Following a heart attack, heart cells begin to die, causing the immune system to send immune cells into the dead tissue to clear debris and start stabilizing the heart wall. University of California San Diego researchers wanted to figure out why dying cells in the heart create an immune system response.
Researchers examined individual cardiac immune cslls and mapped the individual transcriptomes using single cell RNA sequencing. During the examination, they discovered that the DNA from dying cells appears similar to a virus after a heart attack. An ancient antiviral program in the immune system called type I interferon is triggered in special immune cells when it notices the “virus.” The researchers named them interferon inducible cells (IFNICs).
The researchers blocked interferon response genetically or with a neutralizing antibody administered after a heart attack. They found that there was less inflammation, less heart dysfunction and improved survival. They also noted that blocking antiviral responses in mice was shown to improve survival from 60% to over 95%, suggesting that this could be a potential therapeutic option to prevent heart attacks from causing heart failure in the future.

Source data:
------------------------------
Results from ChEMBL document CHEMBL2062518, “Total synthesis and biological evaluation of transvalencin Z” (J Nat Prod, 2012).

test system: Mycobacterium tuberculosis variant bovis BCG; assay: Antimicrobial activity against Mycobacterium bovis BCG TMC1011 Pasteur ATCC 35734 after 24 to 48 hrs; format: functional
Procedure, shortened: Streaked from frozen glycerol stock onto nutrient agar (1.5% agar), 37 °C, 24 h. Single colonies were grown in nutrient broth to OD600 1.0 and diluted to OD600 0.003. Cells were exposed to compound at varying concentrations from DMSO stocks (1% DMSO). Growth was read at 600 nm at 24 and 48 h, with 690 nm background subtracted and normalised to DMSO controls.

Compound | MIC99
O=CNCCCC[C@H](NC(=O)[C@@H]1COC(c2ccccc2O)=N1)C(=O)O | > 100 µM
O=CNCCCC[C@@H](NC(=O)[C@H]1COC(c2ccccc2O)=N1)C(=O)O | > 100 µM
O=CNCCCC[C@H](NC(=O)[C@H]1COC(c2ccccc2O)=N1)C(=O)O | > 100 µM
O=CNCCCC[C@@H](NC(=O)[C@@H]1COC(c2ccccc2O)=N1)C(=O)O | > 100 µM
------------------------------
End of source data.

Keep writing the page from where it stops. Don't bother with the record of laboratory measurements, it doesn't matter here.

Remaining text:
“We are interested to learn whether interferons contribute to adverse cardiovascular outcomes after heart attacks in humans,” Kevin King, a bioengineer and physician at UCSD and researcher on the study, said in a press release.
Over time, the immune system has evolved natural antiviral programs to protect the body from a wide variety of invading pathogens. Immune cells detect molecular fingerprints of pathogens and activate the IRF3 protein while secreting interferons to create a defense program for hundreds of interferon-stimulated genes.
The antiviral interferon response is activated after a heart attack, according to the researchers, even though there is no infection. They found that dying cell DNA causes the immune system to think that there is an infection.
A previously unrecognized subset of cardiac macrophages were part of the immune cells in the interferon response. The cells were unable to be identified by flow sorting due to its unknown unique markers on the cell surface. Using single-cell RNA sequencing, the UCSD researchers could see the expressions of every gene in over 4,000 cardiac immune cells and could find the specialized IFNIC population of responsible cells.
More research is planned to get a better understanding of the interferon response and the IFNIC cell type to figure out what role they play in remodeling the heart. The researchers are also working on understanding the interferon response in other tissues and disease that result in cell death.
The research was published in the journal Nature Medicine.